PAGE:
After an uneventful flight we arrived in Buenos Aires to be greeted by hot humid weather – just like landing in Asia only not quite as hot. Turns out this must have been a blip as the last 2 days have been only warm, and cloudy with a couple of good heavy showers thrown in.
Our hotel is very olde worlde and in a great location. Got the usual tourist rip off from the cab we took from the airport and the driver even had the cheek to try and hit us up for tolls after we were already paying over the odds – so we told him to sling it.
Yesterday we spent about 9 hours walking exploring the city, we did the usual tourist sights – Casa Rosada, Recoleta Cemetry to see Evita´s and all the other rich dudes sarcophagi and San Telmo, home of tango. Today we overslept (we’re blaming jet lag) so after a late start we caught the metro up to the bus station and successfully bought tickets for an over-night bus tomorrow to Puerto Iguazu. There are literally over 200 bus companies based in the station all going to all over South America but we soon found a couple going our way and got something booked.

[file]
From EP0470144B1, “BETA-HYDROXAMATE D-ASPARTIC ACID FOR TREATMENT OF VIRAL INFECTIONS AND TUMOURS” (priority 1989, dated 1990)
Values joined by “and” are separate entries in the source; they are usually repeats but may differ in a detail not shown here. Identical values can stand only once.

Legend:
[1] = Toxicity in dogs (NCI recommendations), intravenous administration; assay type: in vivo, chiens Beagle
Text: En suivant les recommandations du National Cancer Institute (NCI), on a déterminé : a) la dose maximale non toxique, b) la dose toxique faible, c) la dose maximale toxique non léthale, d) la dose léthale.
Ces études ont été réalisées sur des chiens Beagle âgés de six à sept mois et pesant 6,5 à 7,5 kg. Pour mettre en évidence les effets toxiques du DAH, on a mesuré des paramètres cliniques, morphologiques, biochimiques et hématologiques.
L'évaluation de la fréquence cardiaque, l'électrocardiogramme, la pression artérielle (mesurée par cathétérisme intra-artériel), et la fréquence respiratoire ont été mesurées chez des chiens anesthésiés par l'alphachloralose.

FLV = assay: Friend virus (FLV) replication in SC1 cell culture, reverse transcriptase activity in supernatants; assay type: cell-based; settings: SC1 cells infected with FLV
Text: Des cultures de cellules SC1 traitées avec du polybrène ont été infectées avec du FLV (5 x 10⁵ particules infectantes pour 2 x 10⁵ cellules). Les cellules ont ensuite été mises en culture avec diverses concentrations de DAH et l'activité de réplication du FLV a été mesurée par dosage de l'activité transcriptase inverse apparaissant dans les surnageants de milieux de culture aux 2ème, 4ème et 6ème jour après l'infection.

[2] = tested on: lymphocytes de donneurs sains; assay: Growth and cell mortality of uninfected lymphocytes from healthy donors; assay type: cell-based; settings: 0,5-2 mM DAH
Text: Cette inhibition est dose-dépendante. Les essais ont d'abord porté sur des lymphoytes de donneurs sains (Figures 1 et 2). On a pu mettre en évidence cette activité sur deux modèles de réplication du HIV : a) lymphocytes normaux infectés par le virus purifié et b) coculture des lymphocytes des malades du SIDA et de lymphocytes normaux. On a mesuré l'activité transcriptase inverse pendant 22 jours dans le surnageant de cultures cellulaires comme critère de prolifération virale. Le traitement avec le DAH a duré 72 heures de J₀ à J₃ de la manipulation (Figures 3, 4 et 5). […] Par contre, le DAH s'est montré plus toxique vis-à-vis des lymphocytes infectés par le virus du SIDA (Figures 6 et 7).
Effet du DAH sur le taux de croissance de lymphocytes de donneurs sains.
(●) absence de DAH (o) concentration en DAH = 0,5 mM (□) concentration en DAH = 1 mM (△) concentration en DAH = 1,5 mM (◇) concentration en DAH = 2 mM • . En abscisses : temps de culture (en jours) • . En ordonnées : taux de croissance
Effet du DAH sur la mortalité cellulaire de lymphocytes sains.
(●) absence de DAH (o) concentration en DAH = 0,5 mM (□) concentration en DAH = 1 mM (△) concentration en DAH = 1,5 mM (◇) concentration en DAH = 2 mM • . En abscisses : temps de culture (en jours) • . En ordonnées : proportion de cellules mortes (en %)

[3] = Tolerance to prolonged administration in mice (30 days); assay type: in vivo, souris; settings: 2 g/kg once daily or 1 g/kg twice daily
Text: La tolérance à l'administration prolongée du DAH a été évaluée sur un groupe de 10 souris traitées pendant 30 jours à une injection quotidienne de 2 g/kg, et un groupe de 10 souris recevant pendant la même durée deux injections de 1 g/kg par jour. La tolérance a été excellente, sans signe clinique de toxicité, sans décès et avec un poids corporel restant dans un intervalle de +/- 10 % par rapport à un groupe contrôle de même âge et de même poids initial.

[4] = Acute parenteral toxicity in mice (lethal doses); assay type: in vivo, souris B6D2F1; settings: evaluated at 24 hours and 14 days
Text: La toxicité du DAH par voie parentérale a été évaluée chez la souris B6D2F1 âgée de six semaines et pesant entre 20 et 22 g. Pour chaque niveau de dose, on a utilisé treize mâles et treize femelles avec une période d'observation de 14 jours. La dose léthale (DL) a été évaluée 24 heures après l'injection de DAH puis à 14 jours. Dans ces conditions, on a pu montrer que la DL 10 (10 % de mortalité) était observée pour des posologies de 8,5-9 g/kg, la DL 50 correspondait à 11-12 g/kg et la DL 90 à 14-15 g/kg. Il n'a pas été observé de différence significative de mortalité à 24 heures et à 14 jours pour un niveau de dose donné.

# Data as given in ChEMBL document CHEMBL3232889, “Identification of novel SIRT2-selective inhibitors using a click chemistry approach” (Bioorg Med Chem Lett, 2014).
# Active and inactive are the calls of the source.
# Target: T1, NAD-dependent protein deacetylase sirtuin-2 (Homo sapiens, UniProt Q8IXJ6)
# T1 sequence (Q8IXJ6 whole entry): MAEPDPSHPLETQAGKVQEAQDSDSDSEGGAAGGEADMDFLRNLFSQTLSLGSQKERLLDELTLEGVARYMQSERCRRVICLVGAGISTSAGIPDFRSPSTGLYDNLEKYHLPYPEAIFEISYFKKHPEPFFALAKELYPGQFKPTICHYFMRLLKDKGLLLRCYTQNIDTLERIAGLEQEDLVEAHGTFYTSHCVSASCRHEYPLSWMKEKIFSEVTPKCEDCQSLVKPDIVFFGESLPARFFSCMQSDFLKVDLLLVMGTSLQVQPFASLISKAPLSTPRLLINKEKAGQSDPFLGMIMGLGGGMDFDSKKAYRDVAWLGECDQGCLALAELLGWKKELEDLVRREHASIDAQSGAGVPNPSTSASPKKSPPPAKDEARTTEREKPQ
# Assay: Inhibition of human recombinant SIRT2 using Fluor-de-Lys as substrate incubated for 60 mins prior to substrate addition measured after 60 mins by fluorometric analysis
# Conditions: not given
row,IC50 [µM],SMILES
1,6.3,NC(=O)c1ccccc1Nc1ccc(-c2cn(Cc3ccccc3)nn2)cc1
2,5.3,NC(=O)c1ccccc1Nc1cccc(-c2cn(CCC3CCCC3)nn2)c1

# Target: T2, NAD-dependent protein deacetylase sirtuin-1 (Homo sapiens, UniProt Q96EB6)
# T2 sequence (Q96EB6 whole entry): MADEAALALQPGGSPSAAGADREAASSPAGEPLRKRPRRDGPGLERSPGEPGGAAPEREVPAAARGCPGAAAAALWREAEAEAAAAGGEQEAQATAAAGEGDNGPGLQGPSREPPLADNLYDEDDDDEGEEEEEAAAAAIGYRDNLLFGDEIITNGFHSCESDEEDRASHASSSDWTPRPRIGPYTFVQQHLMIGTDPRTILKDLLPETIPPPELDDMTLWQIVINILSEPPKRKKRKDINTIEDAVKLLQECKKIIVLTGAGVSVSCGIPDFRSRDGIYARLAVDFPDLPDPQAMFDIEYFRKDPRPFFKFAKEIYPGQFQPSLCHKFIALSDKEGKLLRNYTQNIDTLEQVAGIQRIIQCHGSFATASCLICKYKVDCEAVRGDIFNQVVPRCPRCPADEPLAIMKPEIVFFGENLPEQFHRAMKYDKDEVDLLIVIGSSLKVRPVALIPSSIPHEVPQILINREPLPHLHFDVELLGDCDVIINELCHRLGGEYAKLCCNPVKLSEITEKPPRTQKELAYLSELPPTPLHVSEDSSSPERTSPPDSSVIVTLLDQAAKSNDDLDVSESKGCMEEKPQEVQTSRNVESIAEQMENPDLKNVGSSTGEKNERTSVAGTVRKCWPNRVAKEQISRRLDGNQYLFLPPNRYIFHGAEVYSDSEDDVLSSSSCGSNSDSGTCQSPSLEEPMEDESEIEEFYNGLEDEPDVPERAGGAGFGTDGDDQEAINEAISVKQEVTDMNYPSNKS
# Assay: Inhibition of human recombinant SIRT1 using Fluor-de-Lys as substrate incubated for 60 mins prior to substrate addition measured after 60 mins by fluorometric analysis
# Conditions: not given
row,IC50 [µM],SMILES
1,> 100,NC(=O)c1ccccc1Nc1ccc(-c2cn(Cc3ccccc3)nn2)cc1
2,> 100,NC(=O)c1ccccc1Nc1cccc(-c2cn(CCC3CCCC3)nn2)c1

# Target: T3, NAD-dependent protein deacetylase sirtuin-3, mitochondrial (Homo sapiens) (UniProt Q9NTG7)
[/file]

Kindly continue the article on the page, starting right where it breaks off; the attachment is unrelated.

Next we headed to La Boca via the metro as far as we could because our legs can’t take anymore big hikes at the moment! La Boca is home to Caminito a street with bright painted corrogated buildings and a must see in Buenos Aires.
Unlike the other tourists who were dropped off from their tour buses, we got to explore the neighbourhood, which according to the guidebook is one of the poorest (although the guidebook is pretty crap). It was pretty run down but not too bad and it felt safe enough.
The biggest shock here has been the cost, the cheapest places are comparable with NZ prices and the rest are just plain expensive. We knew that inflation had pushed prices up a lot but even the cost of the metro has risen and that’s going off the information we got from a recent map from a tourist information booth. Prices are 50% plus more than the guidebook. The bus to Puerto Iguazu is costing $150NZ!!! We were planning on travelling quite quickly through Argentina and Chile anyway so that we can spend more time in Bolivia, Peru and Ecuador, but we´ve already busted the budget and if we keep going at this rate we´ll have to travel through even quicker!
Observations so far:
- Men seem to spend most of their working day in cafes, either on their own or in packs
- White gold goes gold very quickly (the air stinks of sulphur after a big down pour – maybe its something to do with the volcano in Chile?)
- Only metro line A still has the old style wooden carriages (we know we checked out every metro line until we found them on the last one)
- Its noisier in the night than in the day
- You really do need to know a little bit of Spanish
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